In continuation of the concept Ms. Jacob blindfolded the cast members as to mimic blind man’s bluff, an old fashion game that was played between women and their suitors. “The blindfold’s were actually written into the script and to me the whole idea of  it sounded very unsettling. I thought it was interesting to play with because two of the male love interests are played by women and so I had to really think about how I was going to portray the fact that we had so many more women in the cast than men and yet the men still maintain this power even though they are outnumbered,” Ms. Jacob added. The adaptation, although keeping with the novel’s feminist undertones, updated the antiquated ideologies of Jane Austen’s time in order to produce a more modern sensibility. The adaptation perfectly blended and balanced the old views of the novel and the forward thinking of the twenty-first century.

The impressive rhetoric, perfectly timed choreography, and, often unexpectedly cynical humor left the audience in complete awe. It was surprising to find out that some members of the cast who had leading roles did not have much experience with acting and performing prior to their time at Grace. Abisola Fashakin ‘19 who played Mrs. Bennet, the excessively boisterous mother whose only hope is get her daughters married off, mentioned her lacking confidence in acting prior to the fall play when compared to her love for musical theater. In previous years, Abisola played Phoebe in As You Like It and Jason Vorhees in Necessary Evil. Since she is, “Naturally more comfortable in musicals,” like As You Like It, and spent the majority of her time on stage in Necessary Evil with a mask on, her role in “Pride and Prejudice” challenged her in beneficial ways. “It has always been a personal goal of mine to portray a peppy character in a play where I could not rely on singing or anything else to overshadow my acting,” Abisola commented. She was particularly drawn to audition for “Pride and Prejudice”, because of her love for comedy in theater.  She also developed a love for the production process. She commented that, “It was really nice to be able to form relationships with some people I’ve known for 3 years and some that I’ve just met, and be comfortable enough to try things that might be embarrassing.” Other participants in the play, like Petra Hinds ‘20, have devoted a large part of their life prior to Grace to theater. Petra has also taken part in As You Like It and Cabaret.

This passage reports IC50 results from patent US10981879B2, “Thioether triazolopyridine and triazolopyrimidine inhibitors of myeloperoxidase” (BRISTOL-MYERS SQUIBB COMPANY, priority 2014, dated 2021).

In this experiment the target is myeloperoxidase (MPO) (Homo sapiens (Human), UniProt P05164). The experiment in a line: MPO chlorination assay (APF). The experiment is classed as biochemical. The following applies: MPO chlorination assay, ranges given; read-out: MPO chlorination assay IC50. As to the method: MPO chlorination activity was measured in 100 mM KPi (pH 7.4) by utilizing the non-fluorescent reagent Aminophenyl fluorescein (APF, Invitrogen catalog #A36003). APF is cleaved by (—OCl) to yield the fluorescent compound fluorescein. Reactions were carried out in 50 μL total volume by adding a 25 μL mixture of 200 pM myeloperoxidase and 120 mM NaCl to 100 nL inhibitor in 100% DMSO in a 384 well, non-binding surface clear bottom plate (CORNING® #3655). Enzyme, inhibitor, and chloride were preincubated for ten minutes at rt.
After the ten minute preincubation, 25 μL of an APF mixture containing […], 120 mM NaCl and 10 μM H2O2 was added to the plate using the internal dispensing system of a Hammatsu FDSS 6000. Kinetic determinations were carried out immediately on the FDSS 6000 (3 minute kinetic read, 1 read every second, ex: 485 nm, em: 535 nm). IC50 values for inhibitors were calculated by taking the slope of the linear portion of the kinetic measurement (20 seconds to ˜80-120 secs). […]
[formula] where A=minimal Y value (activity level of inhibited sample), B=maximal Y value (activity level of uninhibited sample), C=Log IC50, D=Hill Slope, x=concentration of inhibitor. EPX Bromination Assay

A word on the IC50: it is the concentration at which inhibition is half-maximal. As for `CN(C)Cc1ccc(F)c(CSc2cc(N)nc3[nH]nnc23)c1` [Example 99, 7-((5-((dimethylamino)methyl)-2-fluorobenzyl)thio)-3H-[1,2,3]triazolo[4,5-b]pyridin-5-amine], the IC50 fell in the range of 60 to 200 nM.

“Pride and Prejudice” was a wonderfully explosive way to start off The Grace Theatre Company’s year. The plays’ captivating effect left the audience wishing it never would end. Although the performance had only one set, the actors and actresses were able to effectively show distinct transitions in seconds. The cast showed both a limitless talent as they humored and charmed their way through every scene. Each and every aspect of the show was thoughtfully and impressively planned out making it such a delight to see.  

Photos by Grace Alumni Parent Irene Kaufman.